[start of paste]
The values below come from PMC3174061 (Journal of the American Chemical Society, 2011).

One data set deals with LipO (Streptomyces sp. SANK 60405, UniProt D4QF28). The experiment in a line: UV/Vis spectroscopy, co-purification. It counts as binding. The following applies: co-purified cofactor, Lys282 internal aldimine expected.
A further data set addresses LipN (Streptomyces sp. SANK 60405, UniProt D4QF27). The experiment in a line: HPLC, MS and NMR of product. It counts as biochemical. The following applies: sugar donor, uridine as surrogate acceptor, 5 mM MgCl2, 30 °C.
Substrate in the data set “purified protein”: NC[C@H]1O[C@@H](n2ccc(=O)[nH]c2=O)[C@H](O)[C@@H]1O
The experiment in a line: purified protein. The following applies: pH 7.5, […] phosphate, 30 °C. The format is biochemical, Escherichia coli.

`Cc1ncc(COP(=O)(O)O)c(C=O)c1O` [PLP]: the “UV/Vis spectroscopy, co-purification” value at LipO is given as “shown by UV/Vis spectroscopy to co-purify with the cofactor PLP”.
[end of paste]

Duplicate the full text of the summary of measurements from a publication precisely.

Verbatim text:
The values below come from PMC3174061 (Journal of the American Chemical Society, 2011).

One data set deals with LipO (Streptomyces sp. SANK 60405, UniProt D4QF28). The experiment in a line: UV/Vis spectroscopy, co-purification. It counts as binding. The following applies: co-purified cofactor, Lys282 internal aldimine expected.
A further data set addresses LipN (Streptomyces sp. SANK 60405, UniProt D4QF27). The experiment in a line: HPLC, MS and NMR of product. It counts as biochemical. The following applies: sugar donor, uridine as surrogate acceptor, 5 mM MgCl2, 30 °C.
Substrate in the data set “purified protein”: NC[C@H]1O[C@@H](n2ccc(=O)[nH]c2=O)[C@H](O)[C@@H]1O
The experiment in a line: purified protein. The following applies: pH 7.5, […] phosphate, 30 °C. The format is biochemical, Escherichia coli.

`Cc1ncc(COP(=O)(O)O)c(C=O)c1O` [PLP]: the “UV/Vis spectroscopy, co-purification” value at LipO is given as “shown by UV/Vis spectroscopy to co-purify with the cofactor PLP”.